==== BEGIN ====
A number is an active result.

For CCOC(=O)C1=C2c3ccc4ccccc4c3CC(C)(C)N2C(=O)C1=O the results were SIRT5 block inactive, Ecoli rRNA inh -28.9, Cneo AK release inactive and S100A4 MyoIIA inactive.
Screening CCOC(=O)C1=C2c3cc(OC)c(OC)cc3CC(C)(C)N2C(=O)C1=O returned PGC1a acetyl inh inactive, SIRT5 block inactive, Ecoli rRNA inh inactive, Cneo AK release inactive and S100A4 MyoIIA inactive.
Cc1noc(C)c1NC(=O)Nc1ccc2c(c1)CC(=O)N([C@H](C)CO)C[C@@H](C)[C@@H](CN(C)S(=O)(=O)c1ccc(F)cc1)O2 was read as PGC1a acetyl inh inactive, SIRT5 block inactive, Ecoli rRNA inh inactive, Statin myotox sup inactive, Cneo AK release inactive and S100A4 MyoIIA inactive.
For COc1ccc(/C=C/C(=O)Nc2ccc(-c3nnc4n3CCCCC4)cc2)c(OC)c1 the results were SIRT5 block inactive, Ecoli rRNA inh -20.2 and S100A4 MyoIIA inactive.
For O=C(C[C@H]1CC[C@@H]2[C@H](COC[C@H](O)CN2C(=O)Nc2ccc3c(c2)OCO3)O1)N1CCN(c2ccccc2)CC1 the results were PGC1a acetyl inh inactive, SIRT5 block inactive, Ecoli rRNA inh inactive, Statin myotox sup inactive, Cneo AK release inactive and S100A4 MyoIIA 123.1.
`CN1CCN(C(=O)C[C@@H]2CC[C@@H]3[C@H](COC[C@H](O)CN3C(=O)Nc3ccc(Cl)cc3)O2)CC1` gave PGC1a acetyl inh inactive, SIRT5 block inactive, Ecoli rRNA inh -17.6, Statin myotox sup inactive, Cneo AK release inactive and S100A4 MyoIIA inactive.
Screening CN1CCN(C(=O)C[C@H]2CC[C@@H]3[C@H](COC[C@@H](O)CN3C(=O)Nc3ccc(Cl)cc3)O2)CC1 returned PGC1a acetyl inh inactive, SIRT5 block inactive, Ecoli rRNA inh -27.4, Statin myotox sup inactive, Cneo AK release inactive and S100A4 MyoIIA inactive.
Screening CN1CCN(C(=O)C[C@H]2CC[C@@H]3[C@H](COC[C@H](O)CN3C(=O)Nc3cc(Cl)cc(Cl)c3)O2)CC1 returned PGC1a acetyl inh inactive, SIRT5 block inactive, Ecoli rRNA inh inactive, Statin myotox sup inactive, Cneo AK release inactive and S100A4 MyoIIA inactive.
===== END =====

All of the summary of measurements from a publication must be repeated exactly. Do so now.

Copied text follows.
A number is an active result.

For CCOC(=O)C1=C2c3ccc4ccccc4c3CC(C)(C)N2C(=O)C1=O the results were SIRT5 block inactive, Ecoli rRNA inh -28.9, Cneo AK release inactive and S100A4 MyoIIA inactive.
Screening CCOC(=O)C1=C2c3cc(OC)c(OC)cc3CC(C)(C)N2C(=O)C1=O returned PGC1a acetyl inh inactive, SIRT5 block inactive, Ecoli rRNA inh inactive, Cneo AK release inactive and S100A4 MyoIIA inactive.
Cc1noc(C)c1NC(=O)Nc1ccc2c(c1)CC(=O)N([C@H](C)CO)C[C@@H](C)[C@@H](CN(C)S(=O)(=O)c1ccc(F)cc1)O2 was read as PGC1a acetyl inh inactive, SIRT5 block inactive, Ecoli rRNA inh inactive, Statin myotox sup inactive, Cneo AK release inactive and S100A4 MyoIIA inactive.
For COc1ccc(/C=C/C(=O)Nc2ccc(-c3nnc4n3CCCCC4)cc2)c(OC)c1 the results were SIRT5 block inactive, Ecoli rRNA inh -20.2 and S100A4 MyoIIA inactive.
For O=C(C[C@H]1CC[C@@H]2[C@H](COC[C@H](O)CN2C(=O)Nc2ccc3c(c2)OCO3)O1)N1CCN(c2ccccc2)CC1 the results were PGC1a acetyl inh inactive, SIRT5 block inactive, Ecoli rRNA inh inactive, Statin myotox sup inactive, Cneo AK release inactive and S100A4 MyoIIA 123.1.
`CN1CCN(C(=O)C[C@@H]2CC[C@@H]3[C@H](COC[C@H](O)CN3C(=O)Nc3ccc(Cl)cc3)O2)CC1` gave PGC1a acetyl inh inactive, SIRT5 block inactive, Ecoli rRNA inh -17.6, Statin myotox sup inactive, Cneo AK release inactive and S100A4 MyoIIA inactive.
Screening CN1CCN(C(=O)C[C@H]2CC[C@@H]3[C@H](COC[C@@H](O)CN3C(=O)Nc3ccc(Cl)cc3)O2)CC1 returned PGC1a acetyl inh inactive, SIRT5 block inactive, Ecoli rRNA inh -27.4, Statin myotox sup inactive, Cneo AK release inactive and S100A4 MyoIIA inactive.
Screening CN1CCN(C(=O)C[C@H]2CC[C@@H]3[C@H](COC[C@H](O)CN3C(=O)Nc3cc(Cl)cc(Cl)c3)O2)CC1 returned PGC1a acetyl inh inactive, SIRT5 block inactive, Ecoli rRNA inh inactive, Statin myotox sup inactive, Cneo AK release inactive and S100A4 MyoIIA inactive.